Spot container freight rates still falling as FAK hikes fail to help carriers
Spot container freight rates fell on the major deepsea tradelanes again this week, after a ...
There was a slight uptick in spot rates between Asia and Europe and a marginal decline in rates on the transpacific, according to Friday’s Shanghai Containerised Freight Index (SCFI).
The Asia-North Europe component of the SCFI was up by 3.6% on the week before, to $866 per teu, and for Mediterranean ports, there was an increase of 1.2% to $827 per teu.
This compares with a SCFI reading of 12 months ago which recorded a plunge in spot rates to $271 and $409 per teu for North Europe and the Mediterranean, respectively.
Meanwhile, spot rates between Asia and the US edged down last week by 1.3% for the west coast, to $1,357 per 40ft, and by 3.1% for US east coast ports to $2,360 per 40ft.
A year ago, the SCFI reading for the transpacificsaw the US west coast spot rate at $770 and the east coast at $1,648 per 40ft.
Crowdsourced data from the Xeneta freight rate benchmarking platform shows annual contracts being signed to run from 1 May, between Asia and the USWC, are being fixed at an average of $2,000 per 40ft – almost double the rate of a year ago, and higher than estimated by many at the recent TPM event in Long Beach.
Indeed, for both the major tradelanes there is no evidence, so far, of a repeat of the extreme volatility in spot container freight rates seen last year, which proved to be a major disrupter for the industry and the root cause of heavy first-half losses for liner shipping companies.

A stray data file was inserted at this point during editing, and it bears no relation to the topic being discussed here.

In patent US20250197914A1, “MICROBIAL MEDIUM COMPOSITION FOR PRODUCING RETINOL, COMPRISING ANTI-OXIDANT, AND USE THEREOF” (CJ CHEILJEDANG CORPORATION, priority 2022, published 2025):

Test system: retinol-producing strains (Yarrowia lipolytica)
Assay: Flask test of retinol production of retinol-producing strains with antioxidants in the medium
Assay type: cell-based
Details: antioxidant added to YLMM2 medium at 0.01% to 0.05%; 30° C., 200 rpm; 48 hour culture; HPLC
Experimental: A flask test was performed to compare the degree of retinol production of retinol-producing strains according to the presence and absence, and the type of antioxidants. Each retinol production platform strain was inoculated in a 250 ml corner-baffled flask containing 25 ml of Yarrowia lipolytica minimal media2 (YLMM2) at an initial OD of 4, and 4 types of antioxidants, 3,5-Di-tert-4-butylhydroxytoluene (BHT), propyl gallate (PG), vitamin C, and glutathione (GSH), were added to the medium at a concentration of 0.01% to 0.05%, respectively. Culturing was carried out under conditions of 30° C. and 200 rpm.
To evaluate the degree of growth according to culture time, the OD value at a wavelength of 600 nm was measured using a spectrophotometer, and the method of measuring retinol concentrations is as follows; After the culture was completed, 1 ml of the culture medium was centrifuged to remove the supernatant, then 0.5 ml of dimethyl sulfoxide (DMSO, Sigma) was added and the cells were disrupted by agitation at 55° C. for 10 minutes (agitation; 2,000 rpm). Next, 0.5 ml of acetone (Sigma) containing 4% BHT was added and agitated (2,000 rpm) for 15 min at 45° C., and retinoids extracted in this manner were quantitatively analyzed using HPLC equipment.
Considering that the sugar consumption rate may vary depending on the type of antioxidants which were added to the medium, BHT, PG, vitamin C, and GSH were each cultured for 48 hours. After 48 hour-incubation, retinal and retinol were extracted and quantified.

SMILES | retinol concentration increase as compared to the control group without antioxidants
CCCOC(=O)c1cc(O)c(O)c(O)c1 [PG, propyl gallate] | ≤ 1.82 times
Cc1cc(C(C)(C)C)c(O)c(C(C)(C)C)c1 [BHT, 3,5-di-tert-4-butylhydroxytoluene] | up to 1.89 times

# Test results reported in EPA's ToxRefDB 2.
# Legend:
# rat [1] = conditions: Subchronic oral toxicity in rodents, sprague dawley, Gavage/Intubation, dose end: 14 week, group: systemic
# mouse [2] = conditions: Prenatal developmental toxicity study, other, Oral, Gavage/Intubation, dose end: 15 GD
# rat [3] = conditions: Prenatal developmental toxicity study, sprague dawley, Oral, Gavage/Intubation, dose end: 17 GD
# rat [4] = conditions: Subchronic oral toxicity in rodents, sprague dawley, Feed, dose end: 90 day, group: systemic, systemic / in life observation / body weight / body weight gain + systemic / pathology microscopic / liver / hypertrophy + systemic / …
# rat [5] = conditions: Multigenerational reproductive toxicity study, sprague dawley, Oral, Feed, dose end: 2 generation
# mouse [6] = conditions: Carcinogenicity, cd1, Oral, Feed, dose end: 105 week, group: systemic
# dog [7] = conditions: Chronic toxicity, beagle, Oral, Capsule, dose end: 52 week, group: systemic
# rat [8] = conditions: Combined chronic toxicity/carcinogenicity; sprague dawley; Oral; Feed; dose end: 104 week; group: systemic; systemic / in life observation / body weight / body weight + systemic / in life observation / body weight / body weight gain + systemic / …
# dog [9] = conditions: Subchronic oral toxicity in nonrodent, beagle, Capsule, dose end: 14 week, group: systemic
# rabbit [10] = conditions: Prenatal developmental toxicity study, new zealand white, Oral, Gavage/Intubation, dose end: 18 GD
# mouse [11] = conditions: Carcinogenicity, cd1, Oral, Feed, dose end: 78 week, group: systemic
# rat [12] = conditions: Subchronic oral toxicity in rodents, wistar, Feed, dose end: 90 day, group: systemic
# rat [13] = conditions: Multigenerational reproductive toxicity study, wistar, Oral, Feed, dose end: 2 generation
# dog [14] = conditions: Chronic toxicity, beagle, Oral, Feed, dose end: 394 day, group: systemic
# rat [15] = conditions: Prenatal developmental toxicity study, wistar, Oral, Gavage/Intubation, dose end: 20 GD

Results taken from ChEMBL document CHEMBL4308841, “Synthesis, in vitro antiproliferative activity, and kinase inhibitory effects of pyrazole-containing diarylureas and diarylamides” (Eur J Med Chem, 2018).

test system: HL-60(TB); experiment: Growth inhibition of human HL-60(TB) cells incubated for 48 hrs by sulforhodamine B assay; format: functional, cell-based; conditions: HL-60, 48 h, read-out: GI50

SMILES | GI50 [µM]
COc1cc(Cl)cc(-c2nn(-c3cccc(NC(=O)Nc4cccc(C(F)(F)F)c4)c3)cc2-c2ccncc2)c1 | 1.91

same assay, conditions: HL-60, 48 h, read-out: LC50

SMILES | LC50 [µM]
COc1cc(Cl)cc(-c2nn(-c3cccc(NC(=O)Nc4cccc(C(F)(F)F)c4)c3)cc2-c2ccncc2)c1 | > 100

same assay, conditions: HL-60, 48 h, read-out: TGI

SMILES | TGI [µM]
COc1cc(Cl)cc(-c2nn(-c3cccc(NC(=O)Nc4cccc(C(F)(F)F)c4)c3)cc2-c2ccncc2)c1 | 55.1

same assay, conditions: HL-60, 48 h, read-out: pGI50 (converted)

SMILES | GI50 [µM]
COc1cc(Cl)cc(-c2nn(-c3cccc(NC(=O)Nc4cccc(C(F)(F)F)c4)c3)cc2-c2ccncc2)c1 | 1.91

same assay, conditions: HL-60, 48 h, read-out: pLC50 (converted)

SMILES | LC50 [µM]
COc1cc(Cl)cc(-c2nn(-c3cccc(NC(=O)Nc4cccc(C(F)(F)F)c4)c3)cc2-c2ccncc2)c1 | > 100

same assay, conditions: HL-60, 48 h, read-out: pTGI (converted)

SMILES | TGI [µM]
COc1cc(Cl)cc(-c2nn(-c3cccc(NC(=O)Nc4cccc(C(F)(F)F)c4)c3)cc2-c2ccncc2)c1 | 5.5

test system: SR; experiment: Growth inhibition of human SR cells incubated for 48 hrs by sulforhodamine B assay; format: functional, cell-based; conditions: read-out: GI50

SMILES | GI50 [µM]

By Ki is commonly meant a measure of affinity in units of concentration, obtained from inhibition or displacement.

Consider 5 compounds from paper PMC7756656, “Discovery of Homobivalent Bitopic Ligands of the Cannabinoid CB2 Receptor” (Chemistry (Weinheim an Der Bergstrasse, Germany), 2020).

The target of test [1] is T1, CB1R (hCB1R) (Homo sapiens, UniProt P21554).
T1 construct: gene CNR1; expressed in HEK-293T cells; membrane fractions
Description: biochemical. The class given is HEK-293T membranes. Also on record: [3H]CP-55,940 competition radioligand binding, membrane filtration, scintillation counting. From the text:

Then there were many reports that Asia-North Europe contracts were being torn up as shippers were enticed by aggressive carriers to jump ship for cheaper rates. But this year, so far, there seems little appetite among carriers for a fresh bout of discounting.
Anecdotal reports coming into The Loadstar suggest that the carriers are showing much greater discipline in their rate strategies, no doubt helped by reports of space shortages as the new alliance networks continue to bed in.
Xeneta’s chief business development officer and co-founder, Thomas Sorbo, said carriers were “continuing to push up rates on all routes” and noted: “There seems to be less competition in the market when it comes to rates.”
Away from the two big tradelanes, carriers have also succeeded in driving up rates on secondary routes. For example, spot rates from Asia to West Africa have surged to $1,915 per teu, compared with a year ago when they stood at around $850.
The increase on the Asia-South America east coast has been even more dramatic. The SCFI recorded another big jump of $293 per teu for Santos spot rates last week to $2,540, compared with just $730 in the same week of 2016. Moreover, backhaul voyages between North Europe and Asia are still enjoying massive revenue gains as ships continue to run full and carriers are able to dictate the market.
Together, the leap in spot rates and the consequential influence on longer-term contract rate agreements should convert into much improved earnings for carriers this year – if they are able to sustain the gains into the peak season and beyond.